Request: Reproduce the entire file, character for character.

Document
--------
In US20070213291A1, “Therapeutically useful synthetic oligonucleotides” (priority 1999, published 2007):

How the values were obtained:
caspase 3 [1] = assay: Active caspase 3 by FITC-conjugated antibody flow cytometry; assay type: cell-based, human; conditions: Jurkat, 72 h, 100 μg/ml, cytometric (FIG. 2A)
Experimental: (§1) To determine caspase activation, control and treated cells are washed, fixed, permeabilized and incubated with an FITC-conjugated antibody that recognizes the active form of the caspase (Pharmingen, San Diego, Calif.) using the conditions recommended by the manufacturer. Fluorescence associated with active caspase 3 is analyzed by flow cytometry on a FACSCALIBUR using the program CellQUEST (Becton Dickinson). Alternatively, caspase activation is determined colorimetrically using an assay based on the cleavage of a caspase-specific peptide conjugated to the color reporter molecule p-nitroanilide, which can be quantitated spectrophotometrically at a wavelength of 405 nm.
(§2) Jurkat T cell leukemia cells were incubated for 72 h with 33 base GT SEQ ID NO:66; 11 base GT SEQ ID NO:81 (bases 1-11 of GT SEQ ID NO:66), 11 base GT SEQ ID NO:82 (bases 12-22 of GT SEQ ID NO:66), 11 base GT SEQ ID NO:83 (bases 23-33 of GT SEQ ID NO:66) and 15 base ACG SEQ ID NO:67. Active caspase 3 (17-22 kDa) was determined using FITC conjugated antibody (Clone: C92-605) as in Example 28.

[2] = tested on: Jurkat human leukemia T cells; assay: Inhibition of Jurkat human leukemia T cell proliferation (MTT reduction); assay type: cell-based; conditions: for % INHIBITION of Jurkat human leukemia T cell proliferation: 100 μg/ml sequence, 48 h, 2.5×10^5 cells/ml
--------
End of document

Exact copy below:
In US20070213291A1, “Therapeutically useful synthetic oligonucleotides” (priority 1999, published 2007):

How the values were obtained:
caspase 3 [1] = assay: Active caspase 3 by FITC-conjugated antibody flow cytometry; assay type: cell-based, human; conditions: Jurkat, 72 h, 100 μg/ml, cytometric (FIG. 2A)
Experimental: (§1) To determine caspase activation, control and treated cells are washed, fixed, permeabilized and incubated with an FITC-conjugated antibody that recognizes the active form of the caspase (Pharmingen, San Diego, Calif.) using the conditions recommended by the manufacturer. Fluorescence associated with active caspase 3 is analyzed by flow cytometry on a FACSCALIBUR using the program CellQUEST (Becton Dickinson). Alternatively, caspase activation is determined colorimetrically using an assay based on the cleavage of a caspase-specific peptide conjugated to the color reporter molecule p-nitroanilide, which can be quantitated spectrophotometrically at a wavelength of 405 nm.
(§2) Jurkat T cell leukemia cells were incubated for 72 h with 33 base GT SEQ ID NO:66; 11 base GT SEQ ID NO:81 (bases 1-11 of GT SEQ ID NO:66), 11 base GT SEQ ID NO:82 (bases 12-22 of GT SEQ ID NO:66), 11 base GT SEQ ID NO:83 (bases 23-33 of GT SEQ ID NO:66) and 15 base ACG SEQ ID NO:67. Active caspase 3 (17-22 kDa) was determined using FITC conjugated antibody (Clone: C92-605) as in Example 28.

[2] = tested on: Jurkat human leukemia T cells; assay: Inhibition of Jurkat human leukemia T cell proliferation (MTT reduction); assay type: cell-based; conditions: for % INHIBITION of Jurkat human leukemia T cell proliferation: 100 μg/ml sequence, 48 h, 2.5×10^5 cells/ml